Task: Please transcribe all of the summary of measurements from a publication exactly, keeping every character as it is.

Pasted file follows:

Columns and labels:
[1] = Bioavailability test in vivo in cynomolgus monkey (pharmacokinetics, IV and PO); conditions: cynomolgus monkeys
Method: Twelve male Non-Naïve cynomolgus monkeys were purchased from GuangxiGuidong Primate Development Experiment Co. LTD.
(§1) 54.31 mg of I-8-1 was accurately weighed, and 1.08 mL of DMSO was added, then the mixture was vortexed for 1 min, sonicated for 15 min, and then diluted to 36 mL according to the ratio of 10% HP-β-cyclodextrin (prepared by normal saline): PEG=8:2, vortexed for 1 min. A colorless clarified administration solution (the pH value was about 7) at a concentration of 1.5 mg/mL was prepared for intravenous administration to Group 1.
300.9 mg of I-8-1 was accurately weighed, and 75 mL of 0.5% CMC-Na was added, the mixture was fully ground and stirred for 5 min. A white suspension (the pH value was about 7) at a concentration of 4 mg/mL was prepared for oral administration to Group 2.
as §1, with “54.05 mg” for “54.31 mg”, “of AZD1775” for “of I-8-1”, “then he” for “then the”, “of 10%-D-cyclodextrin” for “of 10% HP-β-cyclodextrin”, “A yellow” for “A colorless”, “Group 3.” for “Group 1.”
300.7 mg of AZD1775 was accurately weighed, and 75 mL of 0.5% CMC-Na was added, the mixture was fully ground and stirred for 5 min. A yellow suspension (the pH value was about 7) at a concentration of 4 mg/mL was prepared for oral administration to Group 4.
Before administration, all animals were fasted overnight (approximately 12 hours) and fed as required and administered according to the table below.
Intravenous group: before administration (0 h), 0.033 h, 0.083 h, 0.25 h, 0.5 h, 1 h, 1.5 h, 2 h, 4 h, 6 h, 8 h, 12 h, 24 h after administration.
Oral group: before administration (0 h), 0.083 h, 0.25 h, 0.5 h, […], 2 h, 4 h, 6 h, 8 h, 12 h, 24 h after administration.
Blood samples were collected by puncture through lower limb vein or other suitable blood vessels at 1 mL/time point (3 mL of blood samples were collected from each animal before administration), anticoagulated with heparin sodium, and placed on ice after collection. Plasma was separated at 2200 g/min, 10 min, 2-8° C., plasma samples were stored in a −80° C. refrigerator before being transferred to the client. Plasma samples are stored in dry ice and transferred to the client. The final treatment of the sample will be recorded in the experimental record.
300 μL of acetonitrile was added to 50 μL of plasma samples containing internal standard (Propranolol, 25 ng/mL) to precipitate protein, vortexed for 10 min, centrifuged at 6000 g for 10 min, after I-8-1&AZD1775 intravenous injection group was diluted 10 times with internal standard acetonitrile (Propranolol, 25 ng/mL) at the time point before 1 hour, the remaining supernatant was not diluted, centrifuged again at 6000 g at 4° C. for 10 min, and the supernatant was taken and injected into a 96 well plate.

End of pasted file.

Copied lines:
Columns and labels:
[1] = Bioavailability test in vivo in cynomolgus monkey (pharmacokinetics, IV and PO); conditions: cynomolgus monkeys
Method: Twelve male Non-Naïve cynomolgus monkeys were purchased from GuangxiGuidong Primate Development Experiment Co. LTD.
(§1) 54.31 mg of I-8-1 was accurately weighed, and 1.08 mL of DMSO was added, then the mixture was vortexed for 1 min, sonicated for 15 min, and then diluted to 36 mL according to the ratio of 10% HP-β-cyclodextrin (prepared by normal saline): PEG=8:2, vortexed for 1 min. A colorless clarified administration solution (the pH value was about 7) at a concentration of 1.5 mg/mL was prepared for intravenous administration to Group 1.
300.9 mg of I-8-1 was accurately weighed, and 75 mL of 0.5% CMC-Na was added, the mixture was fully ground and stirred for 5 min. A white suspension (the pH value was about 7) at a concentration of 4 mg/mL was prepared for oral administration to Group 2.
as §1, with “54.05 mg” for “54.31 mg”, “of AZD1775” for “of I-8-1”, “then he” for “then the”, “of 10%-D-cyclodextrin” for “of 10% HP-β-cyclodextrin”, “A yellow” for “A colorless”, “Group 3.” for “Group 1.”
300.7 mg of AZD1775 was accurately weighed, and 75 mL of 0.5% CMC-Na was added, the mixture was fully ground and stirred for 5 min. A yellow suspension (the pH value was about 7) at a concentration of 4 mg/mL was prepared for oral administration to Group 4.
Before administration, all animals were fasted overnight (approximately 12 hours) and fed as required and administered according to the table below.
Intravenous group: before administration (0 h), 0.033 h, 0.083 h, 0.25 h, 0.5 h, 1 h, 1.5 h, 2 h, 4 h, 6 h, 8 h, 12 h, 24 h after administration.
Oral group: before administration (0 h), 0.083 h, 0.25 h, 0.5 h, […], 2 h, 4 h, 6 h, 8 h, 12 h, 24 h after administration.
Blood samples were collected by puncture through lower limb vein or other suitable blood vessels at 1 mL/time point (3 mL of blood samples were collected from each animal before administration), anticoagulated with heparin sodium, and placed on ice after collection. Plasma was separated at 2200 g/min, 10 min, 2-8° C., plasma samples were stored in a −80° C. refrigerator before being transferred to the client. Plasma samples are stored in dry ice and transferred to the client. The final treatment of the sample will be recorded in the experimental record.
300 μL of acetonitrile was added to 50 μL of plasma samples containing internal standard (Propranolol, 25 ng/mL) to precipitate protein, vortexed for 10 min, centrifuged at 6000 g for 10 min, after I-8-1&AZD1775 intravenous injection group was diluted 10 times with internal standard acetonitrile (Propranolol, 25 ng/mL) at the time point before 1 hour, the remaining supernatant was not diluted, centrifuged again at 6000 g at 4° C. for 10 min, and the supernatant was taken and injected into a 96 well plate.